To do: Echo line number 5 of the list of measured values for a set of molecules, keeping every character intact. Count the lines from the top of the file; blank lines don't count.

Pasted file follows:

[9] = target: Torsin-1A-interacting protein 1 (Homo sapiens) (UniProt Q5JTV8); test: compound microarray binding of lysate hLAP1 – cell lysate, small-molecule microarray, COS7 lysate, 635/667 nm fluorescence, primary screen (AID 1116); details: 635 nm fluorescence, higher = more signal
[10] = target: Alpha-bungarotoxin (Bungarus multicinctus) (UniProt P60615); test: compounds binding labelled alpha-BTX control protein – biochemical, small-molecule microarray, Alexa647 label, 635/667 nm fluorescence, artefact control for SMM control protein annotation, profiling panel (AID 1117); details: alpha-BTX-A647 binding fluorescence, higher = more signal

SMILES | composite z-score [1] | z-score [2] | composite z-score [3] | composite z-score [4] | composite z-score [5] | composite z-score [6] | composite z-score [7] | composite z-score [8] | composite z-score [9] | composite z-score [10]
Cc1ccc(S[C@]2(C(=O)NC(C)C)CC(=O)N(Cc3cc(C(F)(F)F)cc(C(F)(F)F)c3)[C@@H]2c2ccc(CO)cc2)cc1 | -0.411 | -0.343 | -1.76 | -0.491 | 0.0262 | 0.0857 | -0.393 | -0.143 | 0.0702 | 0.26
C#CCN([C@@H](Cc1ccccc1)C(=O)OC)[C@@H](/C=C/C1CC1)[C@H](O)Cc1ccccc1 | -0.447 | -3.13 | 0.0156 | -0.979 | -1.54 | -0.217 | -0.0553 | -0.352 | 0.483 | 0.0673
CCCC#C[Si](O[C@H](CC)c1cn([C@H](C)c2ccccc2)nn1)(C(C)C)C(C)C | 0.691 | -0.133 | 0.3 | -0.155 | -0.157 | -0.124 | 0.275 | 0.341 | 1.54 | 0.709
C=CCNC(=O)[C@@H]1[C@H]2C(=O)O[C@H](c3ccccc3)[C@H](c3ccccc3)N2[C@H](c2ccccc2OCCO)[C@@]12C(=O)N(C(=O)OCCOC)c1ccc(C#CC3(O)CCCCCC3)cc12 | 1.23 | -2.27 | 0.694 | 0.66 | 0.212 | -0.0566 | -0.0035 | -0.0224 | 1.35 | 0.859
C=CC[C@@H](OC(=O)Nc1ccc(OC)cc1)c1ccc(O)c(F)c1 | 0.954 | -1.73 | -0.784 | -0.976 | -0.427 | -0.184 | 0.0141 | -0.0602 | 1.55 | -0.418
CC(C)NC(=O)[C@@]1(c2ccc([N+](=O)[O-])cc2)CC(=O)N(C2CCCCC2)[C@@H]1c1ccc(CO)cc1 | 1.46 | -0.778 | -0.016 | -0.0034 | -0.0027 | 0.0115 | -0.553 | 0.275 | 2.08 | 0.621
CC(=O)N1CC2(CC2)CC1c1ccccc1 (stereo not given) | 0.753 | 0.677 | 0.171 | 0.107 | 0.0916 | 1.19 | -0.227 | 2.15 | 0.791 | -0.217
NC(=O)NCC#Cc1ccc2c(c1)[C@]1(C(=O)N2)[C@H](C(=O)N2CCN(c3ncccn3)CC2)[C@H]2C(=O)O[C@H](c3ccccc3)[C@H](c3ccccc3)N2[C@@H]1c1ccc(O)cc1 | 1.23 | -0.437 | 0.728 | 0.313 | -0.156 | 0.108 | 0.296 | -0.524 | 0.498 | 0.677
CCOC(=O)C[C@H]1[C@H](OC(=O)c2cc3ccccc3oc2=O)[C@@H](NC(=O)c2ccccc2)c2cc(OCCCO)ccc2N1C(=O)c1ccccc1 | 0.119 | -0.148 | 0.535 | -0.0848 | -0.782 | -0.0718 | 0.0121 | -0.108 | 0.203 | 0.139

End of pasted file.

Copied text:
C#CCN([C@@H](Cc1ccccc1)C(=O)OC)[C@@H](/C=C/C1CC1)[C@H](O)Cc1ccccc1 | -0.447 | -3.13 | 0.0156 | -0.979 | -1.54 | -0.217 | -0.0553 | -0.352 | 0.483 | 0.0673